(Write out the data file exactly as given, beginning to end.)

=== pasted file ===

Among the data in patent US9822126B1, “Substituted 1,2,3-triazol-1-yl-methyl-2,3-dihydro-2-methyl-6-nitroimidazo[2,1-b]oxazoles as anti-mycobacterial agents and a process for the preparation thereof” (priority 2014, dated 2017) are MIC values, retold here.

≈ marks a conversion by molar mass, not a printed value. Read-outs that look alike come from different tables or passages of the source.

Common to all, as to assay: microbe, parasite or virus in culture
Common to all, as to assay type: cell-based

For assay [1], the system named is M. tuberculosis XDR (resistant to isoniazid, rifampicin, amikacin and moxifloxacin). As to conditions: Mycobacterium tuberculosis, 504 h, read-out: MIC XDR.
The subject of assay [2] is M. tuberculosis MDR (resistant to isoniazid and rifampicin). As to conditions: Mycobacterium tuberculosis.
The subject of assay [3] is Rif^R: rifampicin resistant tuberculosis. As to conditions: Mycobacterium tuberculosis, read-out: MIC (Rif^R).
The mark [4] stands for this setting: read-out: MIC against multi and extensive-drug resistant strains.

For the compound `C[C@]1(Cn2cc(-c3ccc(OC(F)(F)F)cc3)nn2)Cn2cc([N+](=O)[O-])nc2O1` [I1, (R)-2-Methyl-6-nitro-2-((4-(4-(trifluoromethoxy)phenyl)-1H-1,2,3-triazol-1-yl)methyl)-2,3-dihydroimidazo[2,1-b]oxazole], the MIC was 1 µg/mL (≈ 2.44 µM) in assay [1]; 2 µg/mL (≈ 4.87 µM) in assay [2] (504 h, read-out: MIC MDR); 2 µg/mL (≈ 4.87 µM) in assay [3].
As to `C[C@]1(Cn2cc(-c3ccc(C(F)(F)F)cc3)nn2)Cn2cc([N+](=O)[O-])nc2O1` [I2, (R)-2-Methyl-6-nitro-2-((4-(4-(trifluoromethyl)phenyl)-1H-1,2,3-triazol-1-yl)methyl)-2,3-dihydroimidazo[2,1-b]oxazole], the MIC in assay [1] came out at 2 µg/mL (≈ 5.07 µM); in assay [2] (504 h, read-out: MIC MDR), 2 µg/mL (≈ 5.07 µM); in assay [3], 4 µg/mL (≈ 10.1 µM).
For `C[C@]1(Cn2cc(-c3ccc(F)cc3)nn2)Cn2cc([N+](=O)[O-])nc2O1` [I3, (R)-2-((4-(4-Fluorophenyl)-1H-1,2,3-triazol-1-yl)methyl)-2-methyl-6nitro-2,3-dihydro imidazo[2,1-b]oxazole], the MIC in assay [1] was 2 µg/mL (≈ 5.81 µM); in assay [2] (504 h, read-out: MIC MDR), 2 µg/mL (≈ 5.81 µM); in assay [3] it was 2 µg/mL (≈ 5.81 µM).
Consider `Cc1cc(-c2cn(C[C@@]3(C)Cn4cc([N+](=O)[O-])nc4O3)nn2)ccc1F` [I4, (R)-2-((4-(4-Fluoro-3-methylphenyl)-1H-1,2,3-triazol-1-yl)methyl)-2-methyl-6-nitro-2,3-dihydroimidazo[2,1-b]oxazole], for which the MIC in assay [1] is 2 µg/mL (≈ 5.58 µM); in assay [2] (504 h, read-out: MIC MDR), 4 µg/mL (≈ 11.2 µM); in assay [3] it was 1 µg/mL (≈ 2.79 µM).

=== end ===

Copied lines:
Among the data in patent US9822126B1, “Substituted 1,2,3-triazol-1-yl-methyl-2,3-dihydro-2-methyl-6-nitroimidazo[2,1-b]oxazoles as anti-mycobacterial agents and a process for the preparation thereof” (priority 2014, dated 2017) are MIC values, retold here.

≈ marks a conversion by molar mass, not a printed value. Read-outs that look alike come from different tables or passages of the source.

Common to all, as to assay: microbe, parasite or virus in culture
Common to all, as to assay type: cell-based

For assay [1], the system named is M. tuberculosis XDR (resistant to isoniazid, rifampicin, amikacin and moxifloxacin). As to conditions: Mycobacterium tuberculosis, 504 h, read-out: MIC XDR.
The subject of assay [2] is M. tuberculosis MDR (resistant to isoniazid and rifampicin). As to conditions: Mycobacterium tuberculosis.
The subject of assay [3] is Rif^R: rifampicin resistant tuberculosis. As to conditions: Mycobacterium tuberculosis, read-out: MIC (Rif^R).
The mark [4] stands for this setting: read-out: MIC against multi and extensive-drug resistant strains.

For the compound `C[C@]1(Cn2cc(-c3ccc(OC(F)(F)F)cc3)nn2)Cn2cc([N+](=O)[O-])nc2O1` [I1, (R)-2-Methyl-6-nitro-2-((4-(4-(trifluoromethoxy)phenyl)-1H-1,2,3-triazol-1-yl)methyl)-2,3-dihydroimidazo[2,1-b]oxazole], the MIC was 1 µg/mL (≈ 2.44 µM) in assay [1]; 2 µg/mL (≈ 4.87 µM) in assay [2] (504 h, read-out: MIC MDR); 2 µg/mL (≈ 4.87 µM) in assay [3].
As to `C[C@]1(Cn2cc(-c3ccc(C(F)(F)F)cc3)nn2)Cn2cc([N+](=O)[O-])nc2O1` [I2, (R)-2-Methyl-6-nitro-2-((4-(4-(trifluoromethyl)phenyl)-1H-1,2,3-triazol-1-yl)methyl)-2,3-dihydroimidazo[2,1-b]oxazole], the MIC in assay [1] came out at 2 µg/mL (≈ 5.07 µM); in assay [2] (504 h, read-out: MIC MDR), 2 µg/mL (≈ 5.07 µM); in assay [3], 4 µg/mL (≈ 10.1 µM).
For `C[C@]1(Cn2cc(-c3ccc(F)cc3)nn2)Cn2cc([N+](=O)[O-])nc2O1` [I3, (R)-2-((4-(4-Fluorophenyl)-1H-1,2,3-triazol-1-yl)methyl)-2-methyl-6nitro-2,3-dihydro imidazo[2,1-b]oxazole], the MIC in assay [1] was 2 µg/mL (≈ 5.81 µM); in assay [2] (504 h, read-out: MIC MDR), 2 µg/mL (≈ 5.81 µM); in assay [3] it was 2 µg/mL (≈ 5.81 µM).
Consider `Cc1cc(-c2cn(C[C@@]3(C)Cn4cc([N+](=O)[O-])nc4O3)nn2)ccc1F` [I4, (R)-2-((4-(4-Fluoro-3-methylphenyl)-1H-1,2,3-triazol-1-yl)methyl)-2-methyl-6-nitro-2,3-dihydroimidazo[2,1-b]oxazole], for which the MIC in assay [1] is 2 µg/mL (≈ 5.58 µM); in assay [2] (504 h, read-out: MIC MDR), 4 µg/mL (≈ 11.2 µM); in assay [3] it was 1 µg/mL (≈ 2.79 µM).